Month: February 2015

Collaborative Paper with Theoretician Torsten Bruhn, University of Würzburg, Published

The reduction of a free-base chlorin generally forms a bacteriochlorin (BC), while the reduction of the corresponding metallochlorin forms a metalloisobacteriochlorin (M-iBC). Nearly 50 years after its discovery, the regioselective reduction of chlorins was now explained: Bruhn, T.; Bückner, C. J. Org. Chem. 2015, 80, 4861–4868. (cover article 201580(10))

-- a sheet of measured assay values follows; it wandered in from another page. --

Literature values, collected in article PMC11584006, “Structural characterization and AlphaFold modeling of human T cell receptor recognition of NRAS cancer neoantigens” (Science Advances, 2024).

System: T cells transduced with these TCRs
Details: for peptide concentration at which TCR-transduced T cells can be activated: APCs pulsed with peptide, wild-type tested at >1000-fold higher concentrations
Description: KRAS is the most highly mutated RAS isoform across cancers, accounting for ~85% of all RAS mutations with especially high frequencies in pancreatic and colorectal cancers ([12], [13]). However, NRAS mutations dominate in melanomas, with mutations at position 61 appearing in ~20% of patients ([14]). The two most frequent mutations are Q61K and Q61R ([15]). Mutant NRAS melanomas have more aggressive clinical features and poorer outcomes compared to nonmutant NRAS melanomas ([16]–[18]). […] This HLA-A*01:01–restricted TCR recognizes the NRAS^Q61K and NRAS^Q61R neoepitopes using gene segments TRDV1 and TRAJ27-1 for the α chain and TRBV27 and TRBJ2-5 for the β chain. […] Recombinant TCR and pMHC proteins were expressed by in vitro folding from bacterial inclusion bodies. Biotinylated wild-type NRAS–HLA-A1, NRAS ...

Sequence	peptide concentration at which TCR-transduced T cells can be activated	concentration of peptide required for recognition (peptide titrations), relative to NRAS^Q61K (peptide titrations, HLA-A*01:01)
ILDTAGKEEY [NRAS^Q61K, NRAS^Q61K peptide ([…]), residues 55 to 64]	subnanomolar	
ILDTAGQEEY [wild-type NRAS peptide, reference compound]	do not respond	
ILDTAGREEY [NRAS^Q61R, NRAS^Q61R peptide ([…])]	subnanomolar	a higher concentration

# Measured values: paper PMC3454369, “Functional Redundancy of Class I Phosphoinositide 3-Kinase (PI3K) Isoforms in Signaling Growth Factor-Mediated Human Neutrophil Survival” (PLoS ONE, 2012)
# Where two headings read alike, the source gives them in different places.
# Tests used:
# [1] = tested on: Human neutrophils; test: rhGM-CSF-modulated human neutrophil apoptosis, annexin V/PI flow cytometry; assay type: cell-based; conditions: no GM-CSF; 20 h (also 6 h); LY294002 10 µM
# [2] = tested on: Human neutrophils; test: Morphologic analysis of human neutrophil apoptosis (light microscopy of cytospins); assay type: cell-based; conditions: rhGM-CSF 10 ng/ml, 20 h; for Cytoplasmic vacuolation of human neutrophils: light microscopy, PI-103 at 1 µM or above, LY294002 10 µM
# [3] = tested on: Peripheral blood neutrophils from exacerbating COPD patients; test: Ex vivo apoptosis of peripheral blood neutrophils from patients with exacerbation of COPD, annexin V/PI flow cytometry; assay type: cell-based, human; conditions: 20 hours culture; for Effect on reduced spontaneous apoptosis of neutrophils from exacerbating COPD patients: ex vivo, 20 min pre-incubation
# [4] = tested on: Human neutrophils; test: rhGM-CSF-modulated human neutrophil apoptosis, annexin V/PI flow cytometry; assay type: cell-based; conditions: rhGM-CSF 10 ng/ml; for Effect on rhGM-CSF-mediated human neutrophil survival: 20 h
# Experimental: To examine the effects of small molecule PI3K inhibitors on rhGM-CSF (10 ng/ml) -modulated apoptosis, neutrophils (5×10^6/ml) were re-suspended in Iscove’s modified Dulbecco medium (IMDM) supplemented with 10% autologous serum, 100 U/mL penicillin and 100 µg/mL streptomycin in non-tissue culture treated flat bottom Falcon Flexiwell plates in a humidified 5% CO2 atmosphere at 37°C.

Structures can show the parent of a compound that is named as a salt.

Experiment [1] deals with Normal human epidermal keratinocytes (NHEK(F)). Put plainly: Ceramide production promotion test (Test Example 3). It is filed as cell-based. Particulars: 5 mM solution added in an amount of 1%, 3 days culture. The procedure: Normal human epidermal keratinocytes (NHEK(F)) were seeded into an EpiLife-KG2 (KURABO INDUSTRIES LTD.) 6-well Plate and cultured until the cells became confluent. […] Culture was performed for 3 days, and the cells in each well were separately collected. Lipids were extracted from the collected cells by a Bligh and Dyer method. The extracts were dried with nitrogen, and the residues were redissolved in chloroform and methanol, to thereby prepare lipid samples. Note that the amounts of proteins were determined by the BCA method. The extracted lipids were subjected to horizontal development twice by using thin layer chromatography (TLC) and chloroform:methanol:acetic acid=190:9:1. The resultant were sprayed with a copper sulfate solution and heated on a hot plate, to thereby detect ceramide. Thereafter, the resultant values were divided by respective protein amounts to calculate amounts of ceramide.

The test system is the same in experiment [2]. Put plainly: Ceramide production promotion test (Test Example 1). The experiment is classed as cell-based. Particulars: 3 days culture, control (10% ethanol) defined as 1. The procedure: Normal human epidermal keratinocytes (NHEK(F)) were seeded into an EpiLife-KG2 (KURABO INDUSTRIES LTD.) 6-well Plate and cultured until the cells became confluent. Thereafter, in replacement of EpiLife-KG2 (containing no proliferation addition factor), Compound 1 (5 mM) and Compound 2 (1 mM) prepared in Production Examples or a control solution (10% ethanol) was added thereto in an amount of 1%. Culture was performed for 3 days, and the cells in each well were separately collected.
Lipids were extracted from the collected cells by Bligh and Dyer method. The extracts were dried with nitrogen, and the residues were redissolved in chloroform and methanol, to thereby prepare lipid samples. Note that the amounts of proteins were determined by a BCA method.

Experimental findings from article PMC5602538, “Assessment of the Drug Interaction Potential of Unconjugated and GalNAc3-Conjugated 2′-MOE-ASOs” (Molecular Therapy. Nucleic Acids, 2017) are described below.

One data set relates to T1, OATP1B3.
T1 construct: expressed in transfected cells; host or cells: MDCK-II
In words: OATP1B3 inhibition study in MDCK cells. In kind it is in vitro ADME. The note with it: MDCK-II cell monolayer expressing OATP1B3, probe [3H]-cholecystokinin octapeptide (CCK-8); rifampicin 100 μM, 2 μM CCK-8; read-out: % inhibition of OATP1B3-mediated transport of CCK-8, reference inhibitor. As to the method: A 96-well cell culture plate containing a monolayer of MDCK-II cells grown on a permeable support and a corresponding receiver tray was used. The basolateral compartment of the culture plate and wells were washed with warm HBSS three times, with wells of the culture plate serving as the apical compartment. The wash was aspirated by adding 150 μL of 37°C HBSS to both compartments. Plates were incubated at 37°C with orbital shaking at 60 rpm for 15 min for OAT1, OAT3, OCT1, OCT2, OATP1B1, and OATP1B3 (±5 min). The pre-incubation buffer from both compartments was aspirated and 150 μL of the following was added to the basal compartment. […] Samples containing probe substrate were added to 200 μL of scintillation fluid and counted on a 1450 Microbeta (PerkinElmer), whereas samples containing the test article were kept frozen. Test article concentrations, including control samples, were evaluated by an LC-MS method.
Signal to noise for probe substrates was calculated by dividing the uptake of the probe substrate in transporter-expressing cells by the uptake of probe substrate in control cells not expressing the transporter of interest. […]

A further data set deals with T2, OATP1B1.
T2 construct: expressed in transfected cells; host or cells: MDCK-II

A combination of DFT-calculated average local ionization energies (ALIEs), thermodynamics of the products, and the transition-state trajectories of reduction reactions of meso-tetraaryl- and β-octaethylchlorins, as their free bases and zinc complexes, now fully delineate the theoretical basis of the reduction regioselectivity. The reactions are kinetically controlled. Steric effects originating in the conformational flexibility of the chlorin macrocycle direct the reactions toward the formation of iBCs. Only when electronic effects are strong enough to override the steric effects are BCs formed. The practical value of this work lies in the presentation of a simple predictive method toward synthetic tetrahydroporphyrins by reduction of chlorins.